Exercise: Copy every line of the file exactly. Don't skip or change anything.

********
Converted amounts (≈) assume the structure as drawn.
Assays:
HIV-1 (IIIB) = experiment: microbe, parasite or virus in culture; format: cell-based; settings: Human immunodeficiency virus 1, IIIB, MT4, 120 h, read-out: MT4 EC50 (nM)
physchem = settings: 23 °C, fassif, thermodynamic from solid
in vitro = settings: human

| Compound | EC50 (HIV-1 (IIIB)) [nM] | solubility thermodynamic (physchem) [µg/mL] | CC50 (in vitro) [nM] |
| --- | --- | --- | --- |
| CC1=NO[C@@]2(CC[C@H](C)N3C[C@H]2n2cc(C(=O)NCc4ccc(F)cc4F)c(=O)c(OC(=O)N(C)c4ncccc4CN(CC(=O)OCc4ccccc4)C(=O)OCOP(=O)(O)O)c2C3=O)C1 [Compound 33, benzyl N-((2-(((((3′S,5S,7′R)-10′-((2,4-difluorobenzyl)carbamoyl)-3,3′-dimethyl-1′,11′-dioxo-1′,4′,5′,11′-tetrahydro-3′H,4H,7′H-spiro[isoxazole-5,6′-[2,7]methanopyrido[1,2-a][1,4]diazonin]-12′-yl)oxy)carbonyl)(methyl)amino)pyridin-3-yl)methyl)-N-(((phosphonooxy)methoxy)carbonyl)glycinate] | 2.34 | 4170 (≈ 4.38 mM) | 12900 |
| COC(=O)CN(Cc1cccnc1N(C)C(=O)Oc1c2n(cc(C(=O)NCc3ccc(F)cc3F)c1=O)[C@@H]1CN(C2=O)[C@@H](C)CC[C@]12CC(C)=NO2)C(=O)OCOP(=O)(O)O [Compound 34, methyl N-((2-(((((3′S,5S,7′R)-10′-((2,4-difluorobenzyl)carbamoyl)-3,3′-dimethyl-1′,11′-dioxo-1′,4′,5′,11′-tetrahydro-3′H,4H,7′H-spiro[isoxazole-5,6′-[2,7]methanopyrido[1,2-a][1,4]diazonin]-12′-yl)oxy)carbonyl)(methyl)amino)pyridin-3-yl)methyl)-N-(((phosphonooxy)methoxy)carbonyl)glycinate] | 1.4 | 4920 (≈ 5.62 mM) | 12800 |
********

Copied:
Converted amounts (≈) assume the structure as drawn.
Assays:
HIV-1 (IIIB) = experiment: microbe, parasite or virus in culture; format: cell-based; settings: Human immunodeficiency virus 1, IIIB, MT4, 120 h, read-out: MT4 EC50 (nM)
physchem = settings: 23 °C, fassif, thermodynamic from solid
in vitro = settings: human

| Compound | EC50 (HIV-1 (IIIB)) [nM] | solubility thermodynamic (physchem) [µg/mL] | CC50 (in vitro) [nM] |
| --- | --- | --- | --- |
| CC1=NO[C@@]2(CC[C@H](C)N3C[C@H]2n2cc(C(=O)NCc4ccc(F)cc4F)c(=O)c(OC(=O)N(C)c4ncccc4CN(CC(=O)OCc4ccccc4)C(=O)OCOP(=O)(O)O)c2C3=O)C1 [Compound 33, benzyl N-((2-(((((3′S,5S,7′R)-10′-((2,4-difluorobenzyl)carbamoyl)-3,3′-dimethyl-1′,11′-dioxo-1′,4′,5′,11′-tetrahydro-3′H,4H,7′H-spiro[isoxazole-5,6′-[2,7]methanopyrido[1,2-a][1,4]diazonin]-12′-yl)oxy)carbonyl)(methyl)amino)pyridin-3-yl)methyl)-N-(((phosphonooxy)methoxy)carbonyl)glycinate] | 2.34 | 4170 (≈ 4.38 mM) | 12900 |
| COC(=O)CN(Cc1cccnc1N(C)C(=O)Oc1c2n(cc(C(=O)NCc3ccc(F)cc3F)c1=O)[C@@H]1CN(C2=O)[C@@H](C)CC[C@]12CC(C)=NO2)C(=O)OCOP(=O)(O)O [Compound 34, methyl N-((2-(((((3′S,5S,7′R)-10′-((2,4-difluorobenzyl)carbamoyl)-3,3′-dimethyl-1′,11′-dioxo-1′,4′,5′,11′-tetrahydro-3′H,4H,7′H-spiro[isoxazole-5,6′-[2,7]methanopyrido[1,2-a][1,4]diazonin]-12′-yl)oxy)carbonyl)(methyl)amino)pyridin-3-yl)methyl)-N-(((phosphonooxy)methoxy)carbonyl)glycinate] | 1.4 | 4920 (≈ 5.62 mM) | 12800 |